Detroit: City of Dreams

I soon discarded my “unrealistic” (and thus “romantic”) dream and forgot about it after I was told by a couple of comrades that it would be impossible because we would not have enough resources to renovate the buildings.

But the dream came to my mind again when I was talking with a comrade from Korea, whom I met at the Labor Notes conference this year (2008) and with whom I shared my hotel room. While we were in one of the buses heading toward the American Axle plant in Detroit in order to support the workers’ strike, I happened to tell her about my “abandoned” dream while I was telling her about Detroit in which she had never previously been. Unlike my U.S. comrades, she was more enthusiastic about my dream and asked me why it would be unrealistic.

The Zapatistas or Chiapas Indigenous people in Mexico have been occupying some lands and cultivating them, although the owners of the lands have not approved the indigenous people’s action. My Korean roommate informed me that some collectivization of land has been also experimented with in Brazil during the last several years.

I wondered for a while whether occupying underutilized lands by people who do not have any resources to survive other than depending on those lands are more exercised and legitimized by people in Third World nations because the privatization process has not been as deeply rooted for long period as in advanced capitalist countries?

Mexican indigenous people remember the time when they held and used land collectively under the ejido system which began to collapse in 1991 when the IMF forced the Mexican government to privatize the land – a privatization process which created the Zapatista rebellion.

On one day in the 17th century, some peasants in Britain, agitating for a “leveling” of social and economic inequality, began to “dig” (for cultivating) privatized but un-utilized land. Due to enclosure for profit-oriented land use of sheep grazing for woolen products and privatization of property, the peasants had been deprived of “customary rights” to cultivate and live on the land and to access communal lands. This movement of the “Diggers” or “Levellers” was quelled during the English Civil War (1640s) and has been all but forgotten (see Christopher Hill’s The World Turned Upside Down).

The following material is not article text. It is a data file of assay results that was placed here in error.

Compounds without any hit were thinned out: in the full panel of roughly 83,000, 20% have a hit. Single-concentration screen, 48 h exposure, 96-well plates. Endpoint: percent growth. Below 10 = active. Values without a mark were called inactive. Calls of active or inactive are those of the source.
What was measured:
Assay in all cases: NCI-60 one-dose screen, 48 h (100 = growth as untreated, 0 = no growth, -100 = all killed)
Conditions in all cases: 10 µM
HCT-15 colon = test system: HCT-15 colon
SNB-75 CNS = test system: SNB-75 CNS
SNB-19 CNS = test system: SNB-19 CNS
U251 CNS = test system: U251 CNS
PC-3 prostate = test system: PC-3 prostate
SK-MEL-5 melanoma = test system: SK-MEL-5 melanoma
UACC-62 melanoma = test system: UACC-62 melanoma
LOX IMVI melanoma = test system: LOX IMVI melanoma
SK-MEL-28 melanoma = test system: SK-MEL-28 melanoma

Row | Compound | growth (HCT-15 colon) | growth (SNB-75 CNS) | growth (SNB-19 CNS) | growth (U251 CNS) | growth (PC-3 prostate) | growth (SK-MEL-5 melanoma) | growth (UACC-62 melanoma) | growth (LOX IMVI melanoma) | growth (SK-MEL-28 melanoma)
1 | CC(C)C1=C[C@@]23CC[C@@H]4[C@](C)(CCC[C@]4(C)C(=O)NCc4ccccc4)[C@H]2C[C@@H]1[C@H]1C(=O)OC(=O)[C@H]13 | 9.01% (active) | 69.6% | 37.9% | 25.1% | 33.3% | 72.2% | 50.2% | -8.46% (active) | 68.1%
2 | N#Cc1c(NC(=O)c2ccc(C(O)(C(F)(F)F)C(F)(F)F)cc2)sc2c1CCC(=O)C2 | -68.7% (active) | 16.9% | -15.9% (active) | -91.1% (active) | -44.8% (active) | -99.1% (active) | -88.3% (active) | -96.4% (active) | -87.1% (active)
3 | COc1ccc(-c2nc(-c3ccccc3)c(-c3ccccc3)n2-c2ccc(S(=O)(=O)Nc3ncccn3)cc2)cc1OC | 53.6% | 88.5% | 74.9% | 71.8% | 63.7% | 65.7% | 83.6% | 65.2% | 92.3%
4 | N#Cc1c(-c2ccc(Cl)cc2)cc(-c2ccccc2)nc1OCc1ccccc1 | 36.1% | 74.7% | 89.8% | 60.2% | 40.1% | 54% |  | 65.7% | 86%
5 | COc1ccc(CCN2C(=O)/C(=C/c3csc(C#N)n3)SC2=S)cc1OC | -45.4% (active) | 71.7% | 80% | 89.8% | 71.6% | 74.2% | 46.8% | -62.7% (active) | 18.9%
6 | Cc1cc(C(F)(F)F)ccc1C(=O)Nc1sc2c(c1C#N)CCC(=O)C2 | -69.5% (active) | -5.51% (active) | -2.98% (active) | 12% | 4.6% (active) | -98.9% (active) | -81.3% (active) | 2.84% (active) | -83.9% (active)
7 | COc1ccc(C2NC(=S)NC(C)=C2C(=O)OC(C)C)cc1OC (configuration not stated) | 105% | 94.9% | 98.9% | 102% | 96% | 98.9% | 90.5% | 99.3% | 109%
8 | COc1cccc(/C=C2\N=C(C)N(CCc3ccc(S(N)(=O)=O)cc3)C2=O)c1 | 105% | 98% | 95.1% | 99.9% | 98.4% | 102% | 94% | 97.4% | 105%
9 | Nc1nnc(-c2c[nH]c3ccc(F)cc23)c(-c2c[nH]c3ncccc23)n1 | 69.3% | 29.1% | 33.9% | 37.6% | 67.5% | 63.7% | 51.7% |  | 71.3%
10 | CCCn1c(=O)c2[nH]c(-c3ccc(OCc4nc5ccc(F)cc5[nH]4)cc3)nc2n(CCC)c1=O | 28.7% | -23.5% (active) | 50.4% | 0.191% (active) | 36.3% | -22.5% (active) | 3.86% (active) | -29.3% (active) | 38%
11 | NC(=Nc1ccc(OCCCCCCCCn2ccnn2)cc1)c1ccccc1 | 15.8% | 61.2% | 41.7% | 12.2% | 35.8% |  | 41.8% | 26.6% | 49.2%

Experiences or memories of the life before (or without) the domination of privatization and commodification of lands, resources, and labor, seem so antiquated in the U.S. that I sometimes wonder whether present U.S. workers would be able to envision what kind of life it would be?

On second thought, however, I judged myself wrong. Struggles for meaningful collective lives continuously (although not regularly) “reoccur” in various ways in history and the memories, experiences, and the new experiments of alternative ways of living, working, thinking and making new human relationships by the participants become new impulses of creating movements for socialism.

For example, as David Montgomery in his Workers’ control in America points out, the U. S. workers in the late 19th century fought for the power to “control their production processes” and tried to set their own work-rules, resisting their bosses’ attempts to increase productivity to maximize profits and destroy workers’ rules. Sympathy strikes between different craft unions in a plant and in a city were prevalent, showing their class solidarity.

This struggle for controlling workplace reflected the sense of autonomy of the craftsmanship of the traditional production process under the guild system, but strikes by which workers demonstrated their aspiration to control their workplaces and life were organized again between 1909 and 1922, and appeared again during 1934-37. Although New Deal legislation institutionalized and limited workers’ ways of fighting within the system, their determination to construct their power to control over their workplaces was shown again in some strikes and struggles in the 1970s. Each time, workers presented new ways of thinking and practicing with a mixture of the old fashions.

Therefore, the important thing is whether workers create in their own generation struggles in which they express their will to take over their workplaces and communities, experience democratic ways of thinking, and learn how to be concerned with one another as real producers of the world.

Now, turning attention back to my dream again, I have to admit that it was indeed romantic. Occupying several buildings will not change the fundamental system of production, unless it is linked to a bigger social movement that ignites a class-war for socialism. Nevertheless, the dream may generate discussions of inherent problems of the profit-oriented private property system in which resource usage is based not on human needs but on generating profits.

Environmental Justice Part 2 (Book Review)

Book Review: Laura Pulido’s Environmentalism and Economic Justice: Two Chicano Struggles in the Southwest.

“Subaltern” groups, according to Pulido, are those which are subordinated socially, politically, culturally, and institutionally as well as economically. For example, Mexican agricultural workers occupy the lowest position within the division of the labor, lack political rights and legal protections, and face language barriers.

Mainstream environmentalism’s primarily concerns are efficient use of natural resources through conservation and ecological issues, such as protection of endangered species and wilderness preservation. Their philosophy is based on a dichotomy between human society and nature and the issue of social justice is not among their main goals.